The recent rejection of Google Voice from the App Store, by Apple, was rather controversial. Even die-hard Apple fans seem to be outraged by it, and many suspect that AT&T is behind it. It wasn't particularly explained as to why the application was rejected, but a Google spokesperson simply said that it wasn't approved. It seems consumers aren't the only ones a bit troubled by this; according to Wired, the FCC is now getting involved, and has sent letters to both Apple and AT&T (and even Google, to get their explanation) demanding them to reveal what exactly happened.
The new chairman of the FCC, Julius Genachowski, expressed his unhappiness with the actions of the two companies, though he didn't actually explain what would happen on the part of his organization. In a press statement, he said, "Recent news reports raise questions about practices in the mobile marketplace. The Wireless Bureau's inquiry letters to these companies about their practices reflect the Commission's proactive approach to getting the facts and data necessary to make the best policy decisions on behalf of the American people." Of course, the FCC isn't just interested in Google Voice alone, but rather the other applications that have been rejected, and whether AT&T has played any part. You can find their letter to Apple here, and their letter to AT&T here.
As you'll be aware, Apple has made many rather questionable decisions regarding applications, and they seem to tie in with AT&T each time; the FCC is interested in this, as Wired points out, with their letter saying, "Are there any terms in AT&T's customer agreements that limit customer usage of certain third-partyapplications? If so, please indicate how consumers are informed of such limitations and whether such limitations are posted on the iTunes website as well. In general, what is AT&T's role in certifying applications on devices that run over AT&T's 3G network? What, if any, applications require AT&T's approval to be added to a device? Are there any differences between AT&T's treatment of the iPhone and other devices used on its 3G network?"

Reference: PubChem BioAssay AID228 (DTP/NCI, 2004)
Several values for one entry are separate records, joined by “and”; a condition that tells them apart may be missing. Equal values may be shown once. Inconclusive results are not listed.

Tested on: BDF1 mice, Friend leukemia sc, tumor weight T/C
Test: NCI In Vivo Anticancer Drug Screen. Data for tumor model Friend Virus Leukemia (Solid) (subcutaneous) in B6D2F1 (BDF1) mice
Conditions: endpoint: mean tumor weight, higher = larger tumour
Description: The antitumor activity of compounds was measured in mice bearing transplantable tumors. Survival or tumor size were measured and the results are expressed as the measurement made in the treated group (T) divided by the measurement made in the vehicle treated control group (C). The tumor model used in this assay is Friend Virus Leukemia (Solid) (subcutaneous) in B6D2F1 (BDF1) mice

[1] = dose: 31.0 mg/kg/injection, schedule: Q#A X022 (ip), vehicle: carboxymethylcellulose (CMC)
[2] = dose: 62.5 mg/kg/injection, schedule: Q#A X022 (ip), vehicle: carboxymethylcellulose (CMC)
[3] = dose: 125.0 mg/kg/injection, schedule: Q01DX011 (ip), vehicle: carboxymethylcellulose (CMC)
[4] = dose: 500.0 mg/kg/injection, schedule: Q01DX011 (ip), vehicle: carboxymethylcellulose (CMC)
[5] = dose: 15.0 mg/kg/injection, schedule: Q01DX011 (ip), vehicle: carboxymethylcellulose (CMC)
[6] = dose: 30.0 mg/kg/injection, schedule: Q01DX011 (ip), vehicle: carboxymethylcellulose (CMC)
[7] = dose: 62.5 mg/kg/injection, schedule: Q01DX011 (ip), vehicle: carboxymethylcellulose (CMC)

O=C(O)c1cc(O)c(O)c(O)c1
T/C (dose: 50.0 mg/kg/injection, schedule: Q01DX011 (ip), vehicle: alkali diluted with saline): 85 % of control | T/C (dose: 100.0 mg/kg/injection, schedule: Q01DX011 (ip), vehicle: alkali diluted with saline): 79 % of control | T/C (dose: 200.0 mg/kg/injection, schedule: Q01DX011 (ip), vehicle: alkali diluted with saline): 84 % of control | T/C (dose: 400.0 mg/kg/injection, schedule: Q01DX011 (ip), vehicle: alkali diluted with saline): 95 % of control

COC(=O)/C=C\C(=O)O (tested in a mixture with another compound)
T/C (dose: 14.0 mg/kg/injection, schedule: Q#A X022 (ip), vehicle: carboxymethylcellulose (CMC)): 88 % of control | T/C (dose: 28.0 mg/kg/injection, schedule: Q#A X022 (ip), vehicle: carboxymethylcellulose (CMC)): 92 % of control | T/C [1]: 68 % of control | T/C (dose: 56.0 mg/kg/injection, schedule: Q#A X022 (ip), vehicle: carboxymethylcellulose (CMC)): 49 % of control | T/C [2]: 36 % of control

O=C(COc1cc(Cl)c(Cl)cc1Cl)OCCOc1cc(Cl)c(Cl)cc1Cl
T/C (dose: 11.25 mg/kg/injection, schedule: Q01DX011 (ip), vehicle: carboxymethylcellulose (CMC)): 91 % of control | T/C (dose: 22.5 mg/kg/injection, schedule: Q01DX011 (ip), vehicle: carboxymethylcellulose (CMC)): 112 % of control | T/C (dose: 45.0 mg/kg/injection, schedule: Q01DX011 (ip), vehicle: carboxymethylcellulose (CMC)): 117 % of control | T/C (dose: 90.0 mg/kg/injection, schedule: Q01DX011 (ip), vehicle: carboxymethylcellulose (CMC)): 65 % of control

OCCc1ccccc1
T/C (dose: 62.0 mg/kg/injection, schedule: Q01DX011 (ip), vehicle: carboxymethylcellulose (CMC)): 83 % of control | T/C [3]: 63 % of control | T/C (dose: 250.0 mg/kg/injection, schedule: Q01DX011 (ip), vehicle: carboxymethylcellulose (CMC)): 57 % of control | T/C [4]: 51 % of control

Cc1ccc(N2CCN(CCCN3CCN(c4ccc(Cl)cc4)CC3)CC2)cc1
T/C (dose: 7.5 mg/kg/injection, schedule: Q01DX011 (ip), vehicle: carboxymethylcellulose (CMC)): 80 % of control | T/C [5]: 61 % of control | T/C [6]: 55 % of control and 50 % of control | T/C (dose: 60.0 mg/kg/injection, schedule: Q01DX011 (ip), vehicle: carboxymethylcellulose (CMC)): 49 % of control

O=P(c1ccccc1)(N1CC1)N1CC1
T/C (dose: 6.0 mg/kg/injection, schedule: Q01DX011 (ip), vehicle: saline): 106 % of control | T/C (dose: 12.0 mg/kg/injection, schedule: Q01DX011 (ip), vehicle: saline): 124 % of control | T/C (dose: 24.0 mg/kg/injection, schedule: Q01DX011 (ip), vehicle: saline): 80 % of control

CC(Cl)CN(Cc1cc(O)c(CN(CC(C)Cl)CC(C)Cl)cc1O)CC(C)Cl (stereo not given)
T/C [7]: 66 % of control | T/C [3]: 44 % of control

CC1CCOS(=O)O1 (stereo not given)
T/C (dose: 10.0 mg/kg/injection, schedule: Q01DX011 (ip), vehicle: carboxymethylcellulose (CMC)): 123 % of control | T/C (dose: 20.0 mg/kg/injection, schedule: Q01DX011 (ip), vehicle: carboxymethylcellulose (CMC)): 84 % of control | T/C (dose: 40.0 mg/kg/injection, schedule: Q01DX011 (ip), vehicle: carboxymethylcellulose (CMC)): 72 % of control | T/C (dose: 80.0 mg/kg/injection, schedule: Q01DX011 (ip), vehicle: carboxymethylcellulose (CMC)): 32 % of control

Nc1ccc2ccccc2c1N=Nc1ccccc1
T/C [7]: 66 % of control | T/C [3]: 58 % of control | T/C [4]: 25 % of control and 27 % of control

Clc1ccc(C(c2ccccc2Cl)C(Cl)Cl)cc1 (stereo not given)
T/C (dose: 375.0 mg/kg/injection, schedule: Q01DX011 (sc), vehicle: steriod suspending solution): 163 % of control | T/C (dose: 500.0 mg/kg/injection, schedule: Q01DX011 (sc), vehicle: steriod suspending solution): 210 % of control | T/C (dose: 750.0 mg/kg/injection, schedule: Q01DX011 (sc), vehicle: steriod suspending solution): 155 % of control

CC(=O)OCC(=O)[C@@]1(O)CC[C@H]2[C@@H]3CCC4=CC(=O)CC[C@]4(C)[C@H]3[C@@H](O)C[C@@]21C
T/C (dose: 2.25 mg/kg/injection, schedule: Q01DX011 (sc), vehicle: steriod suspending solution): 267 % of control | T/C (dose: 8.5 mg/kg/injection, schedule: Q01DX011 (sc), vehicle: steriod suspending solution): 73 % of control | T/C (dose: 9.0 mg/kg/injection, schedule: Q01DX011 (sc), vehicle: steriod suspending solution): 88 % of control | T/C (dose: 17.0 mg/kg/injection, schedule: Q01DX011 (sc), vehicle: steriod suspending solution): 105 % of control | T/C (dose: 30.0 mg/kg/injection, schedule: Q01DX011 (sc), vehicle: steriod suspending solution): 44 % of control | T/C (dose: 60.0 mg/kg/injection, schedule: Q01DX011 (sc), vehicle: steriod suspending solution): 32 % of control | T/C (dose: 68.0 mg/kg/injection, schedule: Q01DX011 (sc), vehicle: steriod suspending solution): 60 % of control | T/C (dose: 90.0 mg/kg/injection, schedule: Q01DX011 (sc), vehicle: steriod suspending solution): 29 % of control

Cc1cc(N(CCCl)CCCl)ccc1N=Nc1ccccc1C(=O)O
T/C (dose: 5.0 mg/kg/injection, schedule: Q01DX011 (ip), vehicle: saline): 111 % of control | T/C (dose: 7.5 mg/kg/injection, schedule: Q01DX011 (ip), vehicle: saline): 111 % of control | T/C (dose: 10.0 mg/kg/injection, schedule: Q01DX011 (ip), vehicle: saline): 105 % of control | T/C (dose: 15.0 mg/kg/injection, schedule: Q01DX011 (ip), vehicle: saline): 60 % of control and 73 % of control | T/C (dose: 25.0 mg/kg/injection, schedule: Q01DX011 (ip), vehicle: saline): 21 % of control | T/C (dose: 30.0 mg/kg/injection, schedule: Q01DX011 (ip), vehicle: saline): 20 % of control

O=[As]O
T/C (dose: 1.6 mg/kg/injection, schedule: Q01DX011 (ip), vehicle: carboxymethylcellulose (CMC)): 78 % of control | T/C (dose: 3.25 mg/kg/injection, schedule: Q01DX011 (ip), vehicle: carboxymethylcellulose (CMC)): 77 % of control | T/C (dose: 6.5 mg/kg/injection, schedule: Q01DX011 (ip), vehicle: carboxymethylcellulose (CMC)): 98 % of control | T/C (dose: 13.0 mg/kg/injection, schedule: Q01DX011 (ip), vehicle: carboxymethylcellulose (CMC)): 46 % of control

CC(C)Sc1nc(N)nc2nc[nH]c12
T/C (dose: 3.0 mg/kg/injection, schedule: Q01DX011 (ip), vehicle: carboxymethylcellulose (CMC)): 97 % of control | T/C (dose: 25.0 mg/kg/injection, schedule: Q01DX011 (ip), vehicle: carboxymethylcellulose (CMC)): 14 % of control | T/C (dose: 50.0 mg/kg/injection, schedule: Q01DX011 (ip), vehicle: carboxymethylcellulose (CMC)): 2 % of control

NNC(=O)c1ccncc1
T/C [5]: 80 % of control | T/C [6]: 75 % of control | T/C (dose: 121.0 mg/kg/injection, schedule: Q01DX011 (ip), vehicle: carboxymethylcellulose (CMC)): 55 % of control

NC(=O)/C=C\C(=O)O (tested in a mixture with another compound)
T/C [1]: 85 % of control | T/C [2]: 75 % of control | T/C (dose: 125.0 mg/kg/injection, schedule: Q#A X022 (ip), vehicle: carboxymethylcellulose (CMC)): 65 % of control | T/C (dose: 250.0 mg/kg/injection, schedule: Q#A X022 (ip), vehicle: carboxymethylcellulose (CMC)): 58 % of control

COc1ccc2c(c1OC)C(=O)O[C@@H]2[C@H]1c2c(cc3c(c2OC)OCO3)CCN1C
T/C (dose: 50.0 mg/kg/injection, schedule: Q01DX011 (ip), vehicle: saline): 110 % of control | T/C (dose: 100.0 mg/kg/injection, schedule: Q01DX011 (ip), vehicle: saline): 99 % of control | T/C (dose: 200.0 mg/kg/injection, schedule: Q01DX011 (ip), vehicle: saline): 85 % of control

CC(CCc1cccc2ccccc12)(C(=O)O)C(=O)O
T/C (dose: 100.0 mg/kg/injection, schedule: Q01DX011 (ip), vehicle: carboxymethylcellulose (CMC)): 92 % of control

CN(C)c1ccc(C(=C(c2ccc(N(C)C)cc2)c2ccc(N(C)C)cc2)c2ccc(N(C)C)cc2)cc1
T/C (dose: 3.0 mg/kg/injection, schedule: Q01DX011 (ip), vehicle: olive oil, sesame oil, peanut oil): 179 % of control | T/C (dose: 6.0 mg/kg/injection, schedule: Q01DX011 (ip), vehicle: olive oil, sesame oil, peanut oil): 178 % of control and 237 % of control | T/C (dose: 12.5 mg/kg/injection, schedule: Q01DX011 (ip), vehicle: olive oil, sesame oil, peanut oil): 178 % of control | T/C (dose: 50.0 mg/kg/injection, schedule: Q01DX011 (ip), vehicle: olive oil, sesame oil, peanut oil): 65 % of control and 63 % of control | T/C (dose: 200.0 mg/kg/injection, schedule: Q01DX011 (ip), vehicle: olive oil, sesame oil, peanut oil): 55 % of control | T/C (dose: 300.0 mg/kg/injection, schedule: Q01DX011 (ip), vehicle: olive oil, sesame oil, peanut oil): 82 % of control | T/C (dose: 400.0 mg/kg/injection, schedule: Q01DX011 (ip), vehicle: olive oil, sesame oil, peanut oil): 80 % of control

The FCC isn't stopping here; they've asked Google about the application which they've denied too, wanting explanations on this also. The latest date that the replies can be submitted by the three companies is August 21, and, unfortunately for the trio, the feds will turn away answers that are secretive. However, according to Wired, they can allow some information to be kept under seal.
It's certainly good for consumers that this is happening, and be sure to keep an eye on the Neowin homepage around the deadline date for a development on this.